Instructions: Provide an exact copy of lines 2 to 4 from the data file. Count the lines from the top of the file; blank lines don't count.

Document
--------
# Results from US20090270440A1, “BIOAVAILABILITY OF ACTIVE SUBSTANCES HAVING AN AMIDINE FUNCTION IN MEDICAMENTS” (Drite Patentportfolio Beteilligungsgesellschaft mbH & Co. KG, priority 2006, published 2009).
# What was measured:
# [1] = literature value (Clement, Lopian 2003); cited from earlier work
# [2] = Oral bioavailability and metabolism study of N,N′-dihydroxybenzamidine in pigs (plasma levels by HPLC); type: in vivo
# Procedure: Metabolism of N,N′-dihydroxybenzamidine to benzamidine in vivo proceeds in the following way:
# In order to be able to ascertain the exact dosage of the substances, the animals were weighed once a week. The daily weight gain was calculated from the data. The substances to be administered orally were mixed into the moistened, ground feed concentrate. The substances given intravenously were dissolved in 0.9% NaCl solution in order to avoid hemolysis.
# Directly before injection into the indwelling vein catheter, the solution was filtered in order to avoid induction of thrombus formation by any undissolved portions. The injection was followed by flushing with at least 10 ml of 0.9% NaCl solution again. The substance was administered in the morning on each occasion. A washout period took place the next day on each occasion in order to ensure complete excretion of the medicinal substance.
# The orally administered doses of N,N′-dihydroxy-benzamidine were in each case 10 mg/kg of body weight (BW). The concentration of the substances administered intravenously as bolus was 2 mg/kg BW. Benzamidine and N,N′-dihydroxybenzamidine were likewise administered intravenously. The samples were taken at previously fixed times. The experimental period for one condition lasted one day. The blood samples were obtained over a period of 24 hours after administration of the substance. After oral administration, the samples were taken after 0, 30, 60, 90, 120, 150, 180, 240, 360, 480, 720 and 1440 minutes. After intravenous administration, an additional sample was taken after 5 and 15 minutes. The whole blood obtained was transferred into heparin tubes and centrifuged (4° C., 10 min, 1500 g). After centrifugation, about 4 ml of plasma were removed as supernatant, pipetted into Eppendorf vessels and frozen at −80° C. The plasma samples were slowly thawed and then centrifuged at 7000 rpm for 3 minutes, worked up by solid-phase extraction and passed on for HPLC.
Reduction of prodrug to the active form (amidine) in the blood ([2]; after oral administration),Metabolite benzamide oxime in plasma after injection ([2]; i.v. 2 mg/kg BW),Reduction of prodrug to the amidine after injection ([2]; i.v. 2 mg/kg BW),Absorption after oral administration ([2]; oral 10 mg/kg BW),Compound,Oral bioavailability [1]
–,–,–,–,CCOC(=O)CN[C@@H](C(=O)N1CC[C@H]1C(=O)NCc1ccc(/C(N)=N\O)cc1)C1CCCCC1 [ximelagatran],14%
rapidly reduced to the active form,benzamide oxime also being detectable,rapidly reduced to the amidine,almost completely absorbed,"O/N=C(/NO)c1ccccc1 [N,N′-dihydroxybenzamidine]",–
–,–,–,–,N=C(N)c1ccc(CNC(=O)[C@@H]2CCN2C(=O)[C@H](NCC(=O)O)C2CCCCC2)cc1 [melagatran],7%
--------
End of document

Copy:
# What was measured:
# [1] = literature value (Clement, Lopian 2003); cited from earlier work
# [2] = Oral bioavailability and metabolism study of N,N′-dihydroxybenzamidine in pigs (plasma levels by HPLC); type: in vivo